Letter 19 – Scorpion Tailed Spider from Indonesia

 

Subject: Arachnura
Location: Gunung Manglayang, West Java, Indonesia
August 21, 2013 10:45 am
Long time no see Daniel,
I’ve seen that there’s only 1 post about arachnura in whatsthatbug, and recently 07/07/2013 luckily I found one at my favorite observation site Manglayang Mountain.
Signature: Mohamad Idham Iskandar

Scorpion Tailed Spider
Scorpion Tailed Spider

Hi Mohamad,
It is very nice to hear from you again, and your photos are awesome.  When we posted the
Arachnura image in 2010, we learned it is commonly called a Scorpion-Tailed Spider.

Scorpion-Tailed Spider
Scorpion-Tailed Spider

 

Reader Emails

Over the years, our website, whatsthatbug.com has received hundreds of letters and some interesting images asking us about these insects. Scroll down to have a look at some of them.

Authors

  • Bugman

    Bugman aka Daniel Marlos has been identifying bugs since 1999. whatsthatbug.com is his passion project and it has helped millions of readers identify the bug that has been bugging them for over two decades. You can reach out to him through our Contact Page.

    View all posts
  • Piyushi Dhir

    Piyushi is a nature lover, blogger and traveler at heart. She lives in beautiful Canada with her family. Piyushi is an animal lover and loves to write about all creatures.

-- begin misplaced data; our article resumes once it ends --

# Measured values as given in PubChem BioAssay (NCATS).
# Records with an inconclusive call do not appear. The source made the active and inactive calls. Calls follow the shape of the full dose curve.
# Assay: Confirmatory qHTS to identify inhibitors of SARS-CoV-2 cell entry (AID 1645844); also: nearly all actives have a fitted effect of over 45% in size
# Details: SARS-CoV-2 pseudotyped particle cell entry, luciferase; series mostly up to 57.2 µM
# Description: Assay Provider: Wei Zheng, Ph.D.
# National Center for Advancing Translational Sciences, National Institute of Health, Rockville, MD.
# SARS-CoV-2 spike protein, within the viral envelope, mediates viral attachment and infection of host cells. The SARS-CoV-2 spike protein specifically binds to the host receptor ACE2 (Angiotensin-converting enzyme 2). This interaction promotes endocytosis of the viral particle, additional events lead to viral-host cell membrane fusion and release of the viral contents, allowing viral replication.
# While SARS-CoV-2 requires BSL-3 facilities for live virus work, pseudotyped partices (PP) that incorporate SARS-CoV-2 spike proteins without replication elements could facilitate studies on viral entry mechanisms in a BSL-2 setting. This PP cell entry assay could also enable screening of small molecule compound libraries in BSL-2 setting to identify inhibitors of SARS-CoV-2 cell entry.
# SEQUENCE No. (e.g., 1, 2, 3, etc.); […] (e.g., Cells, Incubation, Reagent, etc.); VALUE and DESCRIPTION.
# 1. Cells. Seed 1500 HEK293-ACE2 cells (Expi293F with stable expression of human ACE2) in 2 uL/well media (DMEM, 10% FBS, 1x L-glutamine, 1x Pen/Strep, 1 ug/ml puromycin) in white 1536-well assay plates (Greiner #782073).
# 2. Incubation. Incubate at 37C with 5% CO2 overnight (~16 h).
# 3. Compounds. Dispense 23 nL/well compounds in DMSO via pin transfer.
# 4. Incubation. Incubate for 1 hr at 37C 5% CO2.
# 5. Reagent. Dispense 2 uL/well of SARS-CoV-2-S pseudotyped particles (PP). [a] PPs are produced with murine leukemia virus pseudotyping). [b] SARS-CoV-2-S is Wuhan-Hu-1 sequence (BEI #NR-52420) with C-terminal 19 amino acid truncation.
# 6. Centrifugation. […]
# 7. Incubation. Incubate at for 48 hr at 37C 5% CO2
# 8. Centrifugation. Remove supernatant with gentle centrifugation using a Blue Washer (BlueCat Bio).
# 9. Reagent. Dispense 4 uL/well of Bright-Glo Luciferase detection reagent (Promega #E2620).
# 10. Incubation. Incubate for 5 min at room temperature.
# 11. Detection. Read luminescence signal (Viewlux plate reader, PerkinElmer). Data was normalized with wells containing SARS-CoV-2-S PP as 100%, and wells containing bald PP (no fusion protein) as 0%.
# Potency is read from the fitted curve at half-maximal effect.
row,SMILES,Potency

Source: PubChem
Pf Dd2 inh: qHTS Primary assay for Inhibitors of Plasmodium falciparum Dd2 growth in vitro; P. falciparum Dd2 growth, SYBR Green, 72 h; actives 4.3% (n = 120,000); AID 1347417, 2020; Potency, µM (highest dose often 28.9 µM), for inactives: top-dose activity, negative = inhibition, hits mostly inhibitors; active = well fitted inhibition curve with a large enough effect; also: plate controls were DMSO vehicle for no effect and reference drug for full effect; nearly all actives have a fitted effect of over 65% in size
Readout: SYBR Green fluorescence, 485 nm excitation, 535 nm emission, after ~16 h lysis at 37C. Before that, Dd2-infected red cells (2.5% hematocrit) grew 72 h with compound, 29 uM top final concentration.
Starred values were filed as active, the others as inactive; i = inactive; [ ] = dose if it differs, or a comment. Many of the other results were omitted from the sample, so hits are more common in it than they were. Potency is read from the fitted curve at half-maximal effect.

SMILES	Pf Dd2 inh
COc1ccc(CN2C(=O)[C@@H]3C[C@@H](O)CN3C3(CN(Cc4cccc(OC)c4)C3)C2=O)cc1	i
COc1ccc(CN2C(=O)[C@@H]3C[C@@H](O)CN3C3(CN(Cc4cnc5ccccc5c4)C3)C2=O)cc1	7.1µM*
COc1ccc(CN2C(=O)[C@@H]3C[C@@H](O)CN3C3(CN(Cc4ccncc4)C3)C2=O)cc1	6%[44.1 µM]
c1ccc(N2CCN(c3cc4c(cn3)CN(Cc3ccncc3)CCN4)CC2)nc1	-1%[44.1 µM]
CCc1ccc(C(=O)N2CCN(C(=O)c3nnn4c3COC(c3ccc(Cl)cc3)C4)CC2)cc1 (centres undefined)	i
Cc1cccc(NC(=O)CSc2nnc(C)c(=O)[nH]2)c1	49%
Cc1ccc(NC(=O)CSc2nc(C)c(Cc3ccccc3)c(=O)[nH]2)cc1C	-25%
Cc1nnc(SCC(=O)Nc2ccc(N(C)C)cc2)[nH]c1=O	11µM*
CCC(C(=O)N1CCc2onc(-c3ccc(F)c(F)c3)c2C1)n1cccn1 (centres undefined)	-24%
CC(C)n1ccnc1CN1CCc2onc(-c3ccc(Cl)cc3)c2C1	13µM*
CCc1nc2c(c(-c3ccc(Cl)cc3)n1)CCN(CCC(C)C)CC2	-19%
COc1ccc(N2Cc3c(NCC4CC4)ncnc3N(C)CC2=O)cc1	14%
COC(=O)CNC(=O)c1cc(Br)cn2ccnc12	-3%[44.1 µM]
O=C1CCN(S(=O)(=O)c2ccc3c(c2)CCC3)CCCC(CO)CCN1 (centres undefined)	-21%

View all posts
Tags: Scorpion

Related Posts

159 Comments. Leave new

  • vitarkamudra
    April 7, 2010 10:28 pm

    The Wikipedia page on Scorpion-Tailed spiders (http://en.wikipedia.org/wiki/Arachnura) suggests that their tails help them mimic dead leaves. Images of the spiders on the Museum Victoria website (http://museumvictoria.com.au/spiders/detail.aspx?pid=14) seem to support that statement. Either way, their tails are pretty amazing. They must provide pretty good mimicry to be able to compensate for their size and bulkiness…

    Reply
  • Vitarkamudra: that does make some sense – all the ones I’ve seen have a small bundle of leaves directly above then in the web. In fact, I think the one in that photo now has an egg case in the bundle of leaves – so that cockroach apparently went to good use 🙂

    Wikipedia actually has a page on this species, as well as the genus: http://en.wikipedia.org/wiki/Arachnura_higginsi

    Also, I posted another photo (slightly more action-packed) here: http://naught101.deviantart.com/art/Arachnura-Higginsi-159966412
    Feel free to use it here, if you prefer it.

    Reply
  • That’s probably a ‘scorpion spider’, not a gnaphosid but closely related to them:
    http://en.wikipedia.org/wiki/Platyoides

    I found it in the book “Filmer’s Spiders”

    Reply
  • Hi, I found a spider exactly like the one in the picture in our bath in Randburg, South Afica last night. I’ve never seen a spider like this one before. At first glance I thought it was a small scorpion. The body is quite flat and not rounded as most spiders and the legs were bended and flat against the surface of the bath. Are these spiders poisonous?

    Reply
    • Almost all spiders have venom, however, most are not considered dangerous to humans. To the best of our knowledge, Scorpion Spiders are not considered dangerous.

      Reply
    • I found it on my hand while at school almost crapped my pants threw it of and my friend steppedon it

      Reply
  • That’s definitely a scorpion! 🙂

    Reply
    • Thanks for the input. We still want additional information from the person who submitted the query. It is definitely a mystery.